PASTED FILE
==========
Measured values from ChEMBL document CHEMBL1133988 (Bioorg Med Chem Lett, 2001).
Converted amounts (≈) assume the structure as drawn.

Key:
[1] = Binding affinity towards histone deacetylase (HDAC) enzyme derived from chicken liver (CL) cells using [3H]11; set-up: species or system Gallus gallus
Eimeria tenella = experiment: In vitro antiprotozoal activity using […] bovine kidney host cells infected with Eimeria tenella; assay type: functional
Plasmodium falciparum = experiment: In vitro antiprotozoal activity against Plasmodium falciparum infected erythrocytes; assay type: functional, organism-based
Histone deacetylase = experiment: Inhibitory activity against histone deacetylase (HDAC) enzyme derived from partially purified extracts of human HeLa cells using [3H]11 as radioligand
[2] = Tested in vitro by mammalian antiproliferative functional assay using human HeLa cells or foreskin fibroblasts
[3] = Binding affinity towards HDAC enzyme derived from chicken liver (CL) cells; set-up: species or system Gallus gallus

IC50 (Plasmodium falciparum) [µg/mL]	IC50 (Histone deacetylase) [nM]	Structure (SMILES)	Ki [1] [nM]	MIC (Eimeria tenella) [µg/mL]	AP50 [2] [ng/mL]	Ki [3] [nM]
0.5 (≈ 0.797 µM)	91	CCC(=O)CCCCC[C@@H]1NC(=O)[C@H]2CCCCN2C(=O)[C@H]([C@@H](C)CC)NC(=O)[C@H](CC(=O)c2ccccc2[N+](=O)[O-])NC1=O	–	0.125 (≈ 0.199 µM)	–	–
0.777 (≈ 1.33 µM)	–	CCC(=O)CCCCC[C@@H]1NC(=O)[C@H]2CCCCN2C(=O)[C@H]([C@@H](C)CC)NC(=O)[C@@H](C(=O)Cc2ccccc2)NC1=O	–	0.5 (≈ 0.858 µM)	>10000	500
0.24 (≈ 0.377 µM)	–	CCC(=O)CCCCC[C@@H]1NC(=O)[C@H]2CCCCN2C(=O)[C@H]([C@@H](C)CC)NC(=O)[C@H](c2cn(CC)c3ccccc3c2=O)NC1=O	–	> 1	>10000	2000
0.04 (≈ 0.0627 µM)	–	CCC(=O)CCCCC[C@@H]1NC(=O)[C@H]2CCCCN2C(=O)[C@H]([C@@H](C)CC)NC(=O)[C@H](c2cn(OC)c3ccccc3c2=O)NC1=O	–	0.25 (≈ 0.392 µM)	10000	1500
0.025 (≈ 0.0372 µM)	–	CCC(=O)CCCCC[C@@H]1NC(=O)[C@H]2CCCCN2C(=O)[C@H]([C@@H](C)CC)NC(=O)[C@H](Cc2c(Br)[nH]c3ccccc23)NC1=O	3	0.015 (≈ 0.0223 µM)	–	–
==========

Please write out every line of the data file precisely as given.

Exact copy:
Measured values from ChEMBL document CHEMBL1133988 (Bioorg Med Chem Lett, 2001).
Converted amounts (≈) assume the structure as drawn.

Key:
[1] = Binding affinity towards histone deacetylase (HDAC) enzyme derived from chicken liver (CL) cells using [3H]11; set-up: species or system Gallus gallus
Eimeria tenella = experiment: In vitro antiprotozoal activity using […] bovine kidney host cells infected with Eimeria tenella; assay type: functional
Plasmodium falciparum = experiment: In vitro antiprotozoal activity against Plasmodium falciparum infected erythrocytes; assay type: functional, organism-based
Histone deacetylase = experiment: Inhibitory activity against histone deacetylase (HDAC) enzyme derived from partially purified extracts of human HeLa cells using [3H]11 as radioligand
[2] = Tested in vitro by mammalian antiproliferative functional assay using human HeLa cells or foreskin fibroblasts
[3] = Binding affinity towards HDAC enzyme derived from chicken liver (CL) cells; set-up: species or system Gallus gallus

IC50 (Plasmodium falciparum) [µg/mL]	IC50 (Histone deacetylase) [nM]	Structure (SMILES)	Ki [1] [nM]	MIC (Eimeria tenella) [µg/mL]	AP50 [2] [ng/mL]	Ki [3] [nM]
0.5 (≈ 0.797 µM)	91	CCC(=O)CCCCC[C@@H]1NC(=O)[C@H]2CCCCN2C(=O)[C@H]([C@@H](C)CC)NC(=O)[C@H](CC(=O)c2ccccc2[N+](=O)[O-])NC1=O	–	0.125 (≈ 0.199 µM)	–	–
0.777 (≈ 1.33 µM)	–	CCC(=O)CCCCC[C@@H]1NC(=O)[C@H]2CCCCN2C(=O)[C@H]([C@@H](C)CC)NC(=O)[C@@H](C(=O)Cc2ccccc2)NC1=O	–	0.5 (≈ 0.858 µM)	>10000	500
0.24 (≈ 0.377 µM)	–	CCC(=O)CCCCC[C@@H]1NC(=O)[C@H]2CCCCN2C(=O)[C@H]([C@@H](C)CC)NC(=O)[C@H](c2cn(CC)c3ccccc3c2=O)NC1=O	–	> 1	>10000	2000
0.04 (≈ 0.0627 µM)	–	CCC(=O)CCCCC[C@@H]1NC(=O)[C@H]2CCCCN2C(=O)[C@H]([C@@H](C)CC)NC(=O)[C@H](c2cn(OC)c3ccccc3c2=O)NC1=O	–	0.25 (≈ 0.392 µM)	10000	1500
0.025 (≈ 0.0372 µM)	–	CCC(=O)CCCCC[C@@H]1NC(=O)[C@H]2CCCCN2C(=O)[C@H]([C@@H](C)CC)NC(=O)[C@H](Cc2c(Br)[nH]c3ccccc23)NC1=O	3	0.015 (≈ 0.0223 µM)	–	–